Science fiction is a genre rich with wonderful stories, action-packed adventures, and worlds beyond our own. Everyone can agree that sci-fi stories are fictional, but they aren’t necessarily impossible. Their use of theoretical physics to explain tropes like time travel and hyperspace goes to show that attention is paid to real science while constructing these fantastical stories. The question is, how much of the science in sci-fi is real, and how much of it is the result of creative liberty?
The physics underlying time travel isn’t always explicitly stated in the books, shows, or even novels that portray it; many of them just assume time travel is possible and get on with the story.
Take Doctor Who, where time travel is made possible through the TARDIS. The TARDIS, the infamous bigger-on-the-inside blue police box, is powered by what’s called the ‘Eye of Harmony,’ a star that is forever collapsing into a black hole and can travel anywhere in time and space. It navigates an extradimensional tunnel known as the ‘Time Vortex,’ travelling between different points in time and space in much the same way that hyperspace in Star Wars allows for travel between different points in the Galactic Empire.
Despite being fictional, Doctor Who has had an impact on actual physicists’ time travel theories. Physicists Benjamin K. Tippet and David Tsang have written a paper explaining how a mechanism like the TARDIS might be able to travel through time.
Their paper calls upon Einstein’s theory of general relativity, which states that time and space are combined to make up a four-dimensional spacetime. Tippet and Tsang propose the creation of a ‘bubble’ of spacetime that could travel freely backwards and forwards through time. Although such a bubble would violate certain universal laws of physics, Tippet and Tsang helpfully suggest a hypothetical kind of matter that the bubble could be built from that just doesn’t follow these rules.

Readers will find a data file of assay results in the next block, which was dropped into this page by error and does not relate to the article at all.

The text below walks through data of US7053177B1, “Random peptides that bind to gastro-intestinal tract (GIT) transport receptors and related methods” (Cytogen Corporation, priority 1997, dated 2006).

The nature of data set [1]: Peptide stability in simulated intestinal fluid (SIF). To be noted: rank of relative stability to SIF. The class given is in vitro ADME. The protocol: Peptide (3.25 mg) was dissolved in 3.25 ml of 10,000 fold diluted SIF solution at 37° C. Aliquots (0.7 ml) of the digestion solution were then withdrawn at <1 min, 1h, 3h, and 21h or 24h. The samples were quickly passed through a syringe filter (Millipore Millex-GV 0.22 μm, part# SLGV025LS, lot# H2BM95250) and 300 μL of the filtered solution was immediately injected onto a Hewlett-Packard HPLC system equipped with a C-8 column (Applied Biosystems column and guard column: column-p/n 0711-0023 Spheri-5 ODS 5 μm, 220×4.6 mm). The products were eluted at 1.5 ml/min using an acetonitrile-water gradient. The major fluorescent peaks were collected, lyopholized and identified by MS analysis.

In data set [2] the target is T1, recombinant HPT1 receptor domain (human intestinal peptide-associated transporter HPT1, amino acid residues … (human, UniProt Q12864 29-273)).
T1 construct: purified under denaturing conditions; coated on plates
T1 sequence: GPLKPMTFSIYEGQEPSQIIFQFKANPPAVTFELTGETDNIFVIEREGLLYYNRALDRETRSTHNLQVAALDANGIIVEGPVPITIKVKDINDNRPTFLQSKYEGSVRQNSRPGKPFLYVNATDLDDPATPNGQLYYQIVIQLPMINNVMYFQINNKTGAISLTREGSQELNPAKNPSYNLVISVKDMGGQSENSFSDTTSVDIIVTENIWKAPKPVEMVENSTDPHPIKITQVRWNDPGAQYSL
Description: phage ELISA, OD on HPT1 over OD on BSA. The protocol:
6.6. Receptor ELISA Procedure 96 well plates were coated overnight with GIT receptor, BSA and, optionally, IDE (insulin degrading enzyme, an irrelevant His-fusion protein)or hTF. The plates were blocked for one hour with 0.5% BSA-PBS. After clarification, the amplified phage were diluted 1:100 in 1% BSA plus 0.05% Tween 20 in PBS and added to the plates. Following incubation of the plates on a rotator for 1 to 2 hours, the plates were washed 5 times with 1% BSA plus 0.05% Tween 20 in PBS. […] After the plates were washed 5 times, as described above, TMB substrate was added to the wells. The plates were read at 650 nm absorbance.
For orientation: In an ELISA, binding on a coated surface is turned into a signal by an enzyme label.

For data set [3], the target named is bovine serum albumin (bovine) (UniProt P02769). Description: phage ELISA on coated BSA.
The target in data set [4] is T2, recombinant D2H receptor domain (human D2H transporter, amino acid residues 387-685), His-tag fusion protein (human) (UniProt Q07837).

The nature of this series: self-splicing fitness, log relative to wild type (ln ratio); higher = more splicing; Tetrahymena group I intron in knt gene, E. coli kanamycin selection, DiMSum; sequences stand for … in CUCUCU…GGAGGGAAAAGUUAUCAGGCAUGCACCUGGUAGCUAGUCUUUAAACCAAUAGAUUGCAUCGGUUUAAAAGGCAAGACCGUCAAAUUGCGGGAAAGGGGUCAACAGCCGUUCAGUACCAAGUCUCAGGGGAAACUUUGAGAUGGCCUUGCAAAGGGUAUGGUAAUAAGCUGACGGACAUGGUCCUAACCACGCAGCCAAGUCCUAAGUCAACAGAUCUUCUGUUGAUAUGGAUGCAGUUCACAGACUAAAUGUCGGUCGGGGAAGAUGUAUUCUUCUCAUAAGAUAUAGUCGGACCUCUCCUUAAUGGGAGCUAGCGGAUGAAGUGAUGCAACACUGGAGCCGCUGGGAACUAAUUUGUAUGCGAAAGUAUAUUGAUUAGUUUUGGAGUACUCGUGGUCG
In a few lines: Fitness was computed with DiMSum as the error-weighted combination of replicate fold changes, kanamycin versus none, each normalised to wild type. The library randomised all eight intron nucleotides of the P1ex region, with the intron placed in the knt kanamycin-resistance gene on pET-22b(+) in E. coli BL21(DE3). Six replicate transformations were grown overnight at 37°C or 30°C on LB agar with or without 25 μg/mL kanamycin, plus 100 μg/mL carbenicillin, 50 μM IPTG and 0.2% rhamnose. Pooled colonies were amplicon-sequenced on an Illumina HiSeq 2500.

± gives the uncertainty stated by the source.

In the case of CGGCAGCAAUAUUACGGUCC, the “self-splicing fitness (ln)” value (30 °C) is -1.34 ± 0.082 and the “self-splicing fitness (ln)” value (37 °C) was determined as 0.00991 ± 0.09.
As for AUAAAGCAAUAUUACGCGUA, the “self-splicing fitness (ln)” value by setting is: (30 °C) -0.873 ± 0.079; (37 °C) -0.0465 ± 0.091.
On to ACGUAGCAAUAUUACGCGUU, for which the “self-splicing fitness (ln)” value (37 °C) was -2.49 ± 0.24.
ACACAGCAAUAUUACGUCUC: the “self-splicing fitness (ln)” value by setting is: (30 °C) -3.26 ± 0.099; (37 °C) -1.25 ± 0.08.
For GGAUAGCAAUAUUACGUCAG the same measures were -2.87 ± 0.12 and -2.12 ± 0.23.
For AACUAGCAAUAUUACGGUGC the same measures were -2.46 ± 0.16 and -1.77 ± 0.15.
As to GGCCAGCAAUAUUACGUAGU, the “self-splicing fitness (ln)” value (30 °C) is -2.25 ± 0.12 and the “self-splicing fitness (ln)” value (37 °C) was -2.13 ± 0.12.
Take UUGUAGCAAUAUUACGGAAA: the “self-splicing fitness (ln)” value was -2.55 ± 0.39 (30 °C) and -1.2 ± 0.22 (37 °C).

Splice and combine enough of those bubbles together, and you could create a tunnel removed from the regular flow of time like the one found in most of Doctor Who’s opening credits. It’s not a theory we’ll ever see tested, but it does demonstrate how theoretical physics can be mapped onto fictional scenarios.
Jumping through the multiverse
The show Loki employs the unique version of time travel found in the Marvel Cinematic Universe. Rather than employing the butterfly effect, where the time traveller’s actions in the past affect the present, or the loop effect, where the time traveller is already part of past events, time travel in Loki creates a branching timeline: the actions of time travellers in the past have no effect on their original timeline.
Loki’s version of time travel does hold merit in the scientific community. A physics professor from the California Institute of Technology provided a similar explanation of time travel to the one Loki established, where a branching timeline is actually a branching universe. This concept of branching timelines ties into the ‘many worlds theory’ of quantum mechanics.
While Loki and Doctor Who both employ a degree of actual science, they are also both based on the assumption that time travel is possible. They use time travel as a plot device, taking creative liberties to make it possible — but when it comes to showing how it works, they try their hand at creating an explanation that’s more scientific than magical.
Taking speed to the limit — literally
Spaceships are a staple of science-fiction stories, and none more so than the ships in Star Wars and Star Trek. Almost everyone recognizes the names Millenium Falcon and USS Enterprise.
They each take their own approach to traversing galaxies. Star Trek’s warp speed precedes Star Wars’ hyperspace. It creates an engine known as the warp drive, which uses a reaction between matter and antimatter to reach and exceed the speed of light. Each speed increase is called a ‘warp factor,’ and the engines go from warp factor one — the speed of light — to warp factor 10 — infinite speed. Everything in between is a multiple of the speed of light.
The warp drive operates by pushing spaceships through a wormhole — a part of space that has curved in on itself, connecting two different parts of the universe.